Identity theft, fraudulent use of bank accounts and debit cards, and other methods of swindling money away from honest consumers is nothing new. Most of us know someone who has had a banking account or credit card hacked, or we have experienced it ourselves.
Last month, my Bluebird account was hacked by someone shopping in a retail outlet in Florida, while I was in New Jersey. Someone was likely able to gain my account information and reprogrammed the magnetic strip on another card to mimic mine. The card was probably sold at an auction or traded for something else. Fraud protection allowed me to have my funds returned to the account right away, but I had to wait several days for a new card, so I had no access to the money. It was very inconvenient and a bit scary, but frankly, was not the first time I’ve had an account hacked through no fault of my own.
Enter gift cards
So what is the story with the gift cards you may have given or received this year for the holidays? Anyone who has one may have noticed how easy they are to use and how few protections are in place. There is no need for identification, and usually a simple swipe with no questions asked is the way most transactions go. They aren’t much different than cash, so if you lose a gift card, whoever finds it is likely going to be able to drain the balance without any repercussions.
What’s worse is that gift cards have become popular with both gift givers and receivers, but their ease of use, few built-in protections, and presence everywhere has made them popular among thieves. While there might not be much you can do if you have been given a gift card that has been subject to tampering, you can take a few steps to protect yourself in case it has and keep the following tips in mind.
How gift card scams work
First, it is important to understand how crooks can hijack gift card balances. In most cases, they do this before a card has been purchased. In a typical scenario, the thief goes up to a gift card display, carefully opens the packages and either writes down or uses a scanner to obtain all the needed information. They regularly call the customer service number for the card to find out when it’s been activated and learn the balance. Once the crook has the information, they make a fraudulent purchase online and the balance on the card gets wiped out.
In other cases, thieves may sell the card through an online auction at a discounted price for someone else to use, thereby pocketing some money while obscuring their whereabouts. Never buy a gift card from an online auction site or unfamiliar location. That card is likely to hold someone else’s misfortune, and possibly yours as well.
In a similar manner, a cashier might purchase a gift card, spend the balance, then replace that card with one a customer purchases while they are distracted. The customer gets the empty card, and the cashier gets a second shopping spree.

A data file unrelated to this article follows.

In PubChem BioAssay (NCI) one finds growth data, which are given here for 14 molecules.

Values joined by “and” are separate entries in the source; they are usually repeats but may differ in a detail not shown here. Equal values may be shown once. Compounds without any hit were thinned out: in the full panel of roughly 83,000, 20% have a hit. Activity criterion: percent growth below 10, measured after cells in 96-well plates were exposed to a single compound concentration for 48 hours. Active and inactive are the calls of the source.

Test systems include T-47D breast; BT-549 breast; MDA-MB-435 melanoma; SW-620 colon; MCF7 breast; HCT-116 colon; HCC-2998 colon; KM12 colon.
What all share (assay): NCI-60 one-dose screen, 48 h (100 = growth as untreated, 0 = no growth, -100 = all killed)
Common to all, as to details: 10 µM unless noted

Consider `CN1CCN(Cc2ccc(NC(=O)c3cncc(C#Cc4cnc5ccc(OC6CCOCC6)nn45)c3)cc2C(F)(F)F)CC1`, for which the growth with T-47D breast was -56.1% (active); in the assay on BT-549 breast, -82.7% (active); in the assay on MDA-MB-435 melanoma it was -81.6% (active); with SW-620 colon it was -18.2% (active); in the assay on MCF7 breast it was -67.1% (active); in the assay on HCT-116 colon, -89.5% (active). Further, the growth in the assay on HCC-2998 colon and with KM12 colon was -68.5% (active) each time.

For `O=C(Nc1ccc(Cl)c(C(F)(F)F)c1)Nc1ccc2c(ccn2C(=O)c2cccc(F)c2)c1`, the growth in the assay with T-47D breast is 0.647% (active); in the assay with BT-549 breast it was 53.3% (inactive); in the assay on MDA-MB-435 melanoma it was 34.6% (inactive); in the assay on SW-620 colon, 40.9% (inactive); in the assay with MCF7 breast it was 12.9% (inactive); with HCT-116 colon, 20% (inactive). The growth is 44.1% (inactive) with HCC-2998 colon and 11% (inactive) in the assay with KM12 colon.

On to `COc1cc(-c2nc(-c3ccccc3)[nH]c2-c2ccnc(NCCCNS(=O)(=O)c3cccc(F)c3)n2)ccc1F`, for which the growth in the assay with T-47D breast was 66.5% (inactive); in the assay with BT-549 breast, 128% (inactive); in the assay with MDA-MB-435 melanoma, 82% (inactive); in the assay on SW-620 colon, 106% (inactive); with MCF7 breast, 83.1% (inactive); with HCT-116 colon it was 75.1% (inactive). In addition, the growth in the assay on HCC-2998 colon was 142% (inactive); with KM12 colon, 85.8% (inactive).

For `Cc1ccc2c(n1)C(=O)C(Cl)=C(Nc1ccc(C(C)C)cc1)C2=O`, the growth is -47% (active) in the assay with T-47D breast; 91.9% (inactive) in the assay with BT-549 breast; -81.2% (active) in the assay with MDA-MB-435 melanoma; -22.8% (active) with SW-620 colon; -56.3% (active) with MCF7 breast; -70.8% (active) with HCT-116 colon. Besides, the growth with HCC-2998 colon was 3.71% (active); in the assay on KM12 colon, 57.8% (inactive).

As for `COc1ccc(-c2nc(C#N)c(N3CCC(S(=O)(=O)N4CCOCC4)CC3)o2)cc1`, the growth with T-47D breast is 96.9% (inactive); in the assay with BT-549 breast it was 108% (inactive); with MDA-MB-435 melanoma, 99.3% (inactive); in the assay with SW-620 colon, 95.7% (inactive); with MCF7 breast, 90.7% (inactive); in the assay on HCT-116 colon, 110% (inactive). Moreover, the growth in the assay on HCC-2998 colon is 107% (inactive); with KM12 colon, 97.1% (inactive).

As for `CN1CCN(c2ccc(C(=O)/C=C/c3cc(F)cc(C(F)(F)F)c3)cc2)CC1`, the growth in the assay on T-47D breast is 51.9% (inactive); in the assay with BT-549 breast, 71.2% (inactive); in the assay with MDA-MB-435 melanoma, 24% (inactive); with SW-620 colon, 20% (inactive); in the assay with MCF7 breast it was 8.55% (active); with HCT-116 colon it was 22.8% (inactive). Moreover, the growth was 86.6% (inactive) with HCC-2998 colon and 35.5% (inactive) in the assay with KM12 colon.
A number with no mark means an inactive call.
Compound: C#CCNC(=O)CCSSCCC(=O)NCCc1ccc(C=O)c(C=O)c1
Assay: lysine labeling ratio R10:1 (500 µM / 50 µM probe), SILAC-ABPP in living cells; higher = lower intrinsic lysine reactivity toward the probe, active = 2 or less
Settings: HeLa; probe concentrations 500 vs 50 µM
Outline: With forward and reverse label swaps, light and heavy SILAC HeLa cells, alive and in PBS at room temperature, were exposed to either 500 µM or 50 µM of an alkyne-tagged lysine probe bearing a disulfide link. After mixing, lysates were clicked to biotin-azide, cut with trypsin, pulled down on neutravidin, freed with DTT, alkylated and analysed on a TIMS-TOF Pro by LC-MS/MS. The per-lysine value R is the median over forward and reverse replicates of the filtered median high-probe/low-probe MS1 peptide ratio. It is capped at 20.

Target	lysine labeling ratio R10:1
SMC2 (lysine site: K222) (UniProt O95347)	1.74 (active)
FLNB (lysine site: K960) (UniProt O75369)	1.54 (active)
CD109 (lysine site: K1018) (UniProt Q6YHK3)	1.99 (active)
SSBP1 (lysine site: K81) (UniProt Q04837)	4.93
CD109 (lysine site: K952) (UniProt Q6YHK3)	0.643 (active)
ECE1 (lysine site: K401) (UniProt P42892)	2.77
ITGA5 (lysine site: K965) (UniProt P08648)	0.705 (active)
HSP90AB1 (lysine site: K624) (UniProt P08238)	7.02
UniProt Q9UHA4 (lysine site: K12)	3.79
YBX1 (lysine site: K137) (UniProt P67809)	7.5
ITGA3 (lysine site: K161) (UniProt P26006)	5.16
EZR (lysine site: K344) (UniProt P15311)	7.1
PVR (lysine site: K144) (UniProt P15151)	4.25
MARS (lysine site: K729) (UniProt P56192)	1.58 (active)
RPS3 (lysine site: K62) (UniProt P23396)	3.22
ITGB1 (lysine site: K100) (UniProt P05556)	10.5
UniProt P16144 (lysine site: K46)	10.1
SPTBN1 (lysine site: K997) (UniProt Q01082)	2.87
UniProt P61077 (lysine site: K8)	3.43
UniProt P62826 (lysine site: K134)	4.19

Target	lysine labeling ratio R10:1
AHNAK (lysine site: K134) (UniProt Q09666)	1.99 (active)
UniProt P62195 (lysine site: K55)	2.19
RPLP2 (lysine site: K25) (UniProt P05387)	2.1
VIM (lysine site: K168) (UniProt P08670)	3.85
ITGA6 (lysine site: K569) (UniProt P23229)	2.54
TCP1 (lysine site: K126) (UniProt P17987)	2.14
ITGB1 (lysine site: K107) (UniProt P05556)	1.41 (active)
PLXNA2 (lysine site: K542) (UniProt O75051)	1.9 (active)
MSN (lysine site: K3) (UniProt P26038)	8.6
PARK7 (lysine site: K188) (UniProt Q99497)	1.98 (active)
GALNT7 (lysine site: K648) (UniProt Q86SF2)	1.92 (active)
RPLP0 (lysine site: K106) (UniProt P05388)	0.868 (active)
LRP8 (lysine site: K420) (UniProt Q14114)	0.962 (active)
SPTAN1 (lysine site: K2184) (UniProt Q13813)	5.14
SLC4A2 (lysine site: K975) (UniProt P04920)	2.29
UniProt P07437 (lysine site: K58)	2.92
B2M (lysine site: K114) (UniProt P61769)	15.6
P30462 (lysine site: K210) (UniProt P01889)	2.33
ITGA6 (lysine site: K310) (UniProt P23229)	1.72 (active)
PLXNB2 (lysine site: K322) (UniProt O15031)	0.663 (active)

Unlike most credit and debit cards, gift cards don’t offer much of any fraud protection. What makes them so simple to use becomes a liability, because the cards aren’t linked to an identity or address. A signature is rarely required, and online purchases are easy and can usually be sent anywhere to make the purchase hard to trace.
Wait to activate
So what can anyone do to avoid losing out on a gift card balance? The one protection built-in protection a gift card has is if it requires activation. This isn’t always the case, such as with low-dollar drive through cards like the two I was given from coworkers for Dunkin’ Donuts this year, but higher value cards usually require activation.
One way to protect yourself from fraud is to wait to activate the card until you are ready to spend the balance. Make the call from inside the store as you are ready to get in line or if you’re shopping on the web, activate it just before you hit the purchase button. And while we’re always trying to encourage our readers to be savers and not spenders here at MyBankTracker, it’s probably a better idea to spend the entire balance of the card if it is practical to do so, and as quickly after activation as possible. This way, if anyone has the card information, you will beat them to the balance before they have had a chance to check on its activation.
It is also a good idea to scrutinize the card. If the area over the PIN is scratched off, the odds are very high that your card has been compromised. Keep this in mind next time you buy a card as well — look over the package thoroughly, and search for any signs of tampering.
Not all retailers offer registration of their gift cards, but some, such as Crate and Barrel, Starbucks, and hotels like the Ritz-Carlton offer a gift card registry service. If you report a card lost or stolen, you may have some consumer protections and could be issued a replacement card. If the service is offered, sign up for it right away, and look to purchase cards for others that have such protections.